Bill Hoglund, who died June 8 at 79, was one of the first General Motors senior executives to speak frankly about a "culture problem" at GM -- a topic now much in the news.
He led Pontiac during the division's "We Build Excitement" era in the early 1980s and looked like a CEO-in-waiting. But Hoglund was unusually blunt, something that set him apart in those days.
Had GM critic Ross Perot gained control of the company, Hoglund might have become his CEO. Perot joined the board in 1984 when GM bought Perot's Electronic Data Systems. Perot was soon lambasting GM Chairman Roger Smith in public, putting the flawed culture issue front and center.
Perot wanted involvement in GM's day-to-day affairs and asked the seemingly like-minded Hoglund to help make it happen. The two men talked while sharing a helicopter ride after the August 1986 board meeting. But aligning with Perot may have been a bridge too far for Hoglund, who still had a shot at succeeding Smith in 1990.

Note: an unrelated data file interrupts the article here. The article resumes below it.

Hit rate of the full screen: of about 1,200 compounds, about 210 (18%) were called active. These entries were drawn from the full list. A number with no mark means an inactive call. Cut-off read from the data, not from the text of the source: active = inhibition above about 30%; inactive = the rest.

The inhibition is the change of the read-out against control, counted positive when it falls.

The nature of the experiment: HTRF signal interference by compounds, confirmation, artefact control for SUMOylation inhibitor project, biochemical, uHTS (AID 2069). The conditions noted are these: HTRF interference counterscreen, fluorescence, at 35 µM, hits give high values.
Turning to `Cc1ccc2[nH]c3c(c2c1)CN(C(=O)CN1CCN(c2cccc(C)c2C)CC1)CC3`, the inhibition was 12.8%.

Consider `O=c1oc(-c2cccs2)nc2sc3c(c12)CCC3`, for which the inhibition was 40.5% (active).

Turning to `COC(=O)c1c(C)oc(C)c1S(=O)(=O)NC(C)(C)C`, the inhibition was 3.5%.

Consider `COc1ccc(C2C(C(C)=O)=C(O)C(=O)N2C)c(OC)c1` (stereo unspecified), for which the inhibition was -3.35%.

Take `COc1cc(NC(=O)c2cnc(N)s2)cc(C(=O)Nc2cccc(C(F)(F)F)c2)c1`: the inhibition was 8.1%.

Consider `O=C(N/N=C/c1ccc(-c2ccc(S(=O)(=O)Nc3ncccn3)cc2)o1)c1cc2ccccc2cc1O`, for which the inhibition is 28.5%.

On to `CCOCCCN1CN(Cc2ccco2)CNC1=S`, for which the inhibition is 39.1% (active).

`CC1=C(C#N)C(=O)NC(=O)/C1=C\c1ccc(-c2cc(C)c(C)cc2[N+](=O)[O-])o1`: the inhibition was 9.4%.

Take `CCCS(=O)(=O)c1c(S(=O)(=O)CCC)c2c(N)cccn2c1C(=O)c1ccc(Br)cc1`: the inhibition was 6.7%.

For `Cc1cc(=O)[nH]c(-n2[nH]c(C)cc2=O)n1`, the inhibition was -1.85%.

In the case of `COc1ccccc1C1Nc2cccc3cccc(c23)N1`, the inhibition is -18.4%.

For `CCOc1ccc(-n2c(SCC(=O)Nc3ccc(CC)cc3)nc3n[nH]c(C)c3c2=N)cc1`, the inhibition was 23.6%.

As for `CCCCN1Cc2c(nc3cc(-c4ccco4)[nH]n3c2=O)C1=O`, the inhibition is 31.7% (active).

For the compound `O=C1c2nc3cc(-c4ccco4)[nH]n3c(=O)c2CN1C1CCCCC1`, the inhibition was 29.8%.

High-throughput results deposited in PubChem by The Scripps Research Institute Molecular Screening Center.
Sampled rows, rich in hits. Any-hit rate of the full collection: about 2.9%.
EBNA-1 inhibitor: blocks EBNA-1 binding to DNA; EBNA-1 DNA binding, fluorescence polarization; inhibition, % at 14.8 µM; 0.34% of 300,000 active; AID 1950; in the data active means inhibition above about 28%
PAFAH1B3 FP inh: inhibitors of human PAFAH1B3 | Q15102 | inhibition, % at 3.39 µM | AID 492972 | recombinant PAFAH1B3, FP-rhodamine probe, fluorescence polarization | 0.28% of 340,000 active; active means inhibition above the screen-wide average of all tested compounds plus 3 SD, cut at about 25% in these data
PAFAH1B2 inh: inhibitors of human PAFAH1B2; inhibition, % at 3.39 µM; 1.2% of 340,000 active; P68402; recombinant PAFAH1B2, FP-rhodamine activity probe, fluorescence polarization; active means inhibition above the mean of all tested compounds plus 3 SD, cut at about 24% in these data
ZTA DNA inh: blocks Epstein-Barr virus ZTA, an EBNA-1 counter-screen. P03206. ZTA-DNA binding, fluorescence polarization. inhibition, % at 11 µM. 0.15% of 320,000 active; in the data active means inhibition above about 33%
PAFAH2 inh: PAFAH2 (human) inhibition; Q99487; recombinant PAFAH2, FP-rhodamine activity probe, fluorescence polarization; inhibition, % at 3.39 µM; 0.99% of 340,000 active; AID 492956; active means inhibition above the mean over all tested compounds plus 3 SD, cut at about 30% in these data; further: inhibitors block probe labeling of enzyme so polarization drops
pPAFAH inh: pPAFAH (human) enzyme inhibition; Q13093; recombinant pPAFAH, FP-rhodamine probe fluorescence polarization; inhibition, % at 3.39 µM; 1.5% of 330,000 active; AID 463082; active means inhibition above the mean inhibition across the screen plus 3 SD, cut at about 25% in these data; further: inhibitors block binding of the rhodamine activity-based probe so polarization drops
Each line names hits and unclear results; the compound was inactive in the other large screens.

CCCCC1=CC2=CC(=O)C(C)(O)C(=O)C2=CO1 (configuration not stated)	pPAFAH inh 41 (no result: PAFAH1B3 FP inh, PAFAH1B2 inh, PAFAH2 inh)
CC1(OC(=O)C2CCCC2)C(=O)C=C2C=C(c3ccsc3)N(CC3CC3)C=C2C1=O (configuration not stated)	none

According to Doron Levin's 1989 book Irreconcilable Differences, Perot called Hoglund at his home in the fall of 1986 when the Smith-Perot war was at a fever pitch. He wanted to gauge the level of support among senior executives for Perot playing a bigger role at GM. Hoglund said: "Ross, I don't think anyone wants to speak with you about anything at this point. The public bashing of GM and Roger isn't helping any of us."
That was a key juncture in the controversy. GM eventually paid Perot to go away. Still, Hoglund may have carried too much baggage to get the top job when Smith retired. In 1990, Bob Stempel became CEO, and Lloyd Reuss was named president.
When Stempel was ousted two years later, Hoglund's career was back on track, and he joined the board of directors.
He became new CEO Jack Smith's "right-hand man" -- by Smith's own account.
He was the gray eminence for the new generation of leaders.
But his last hope of getting a supersized operating job ended when future CEO Rick Wagoner was put in charge of North American operations in 1994.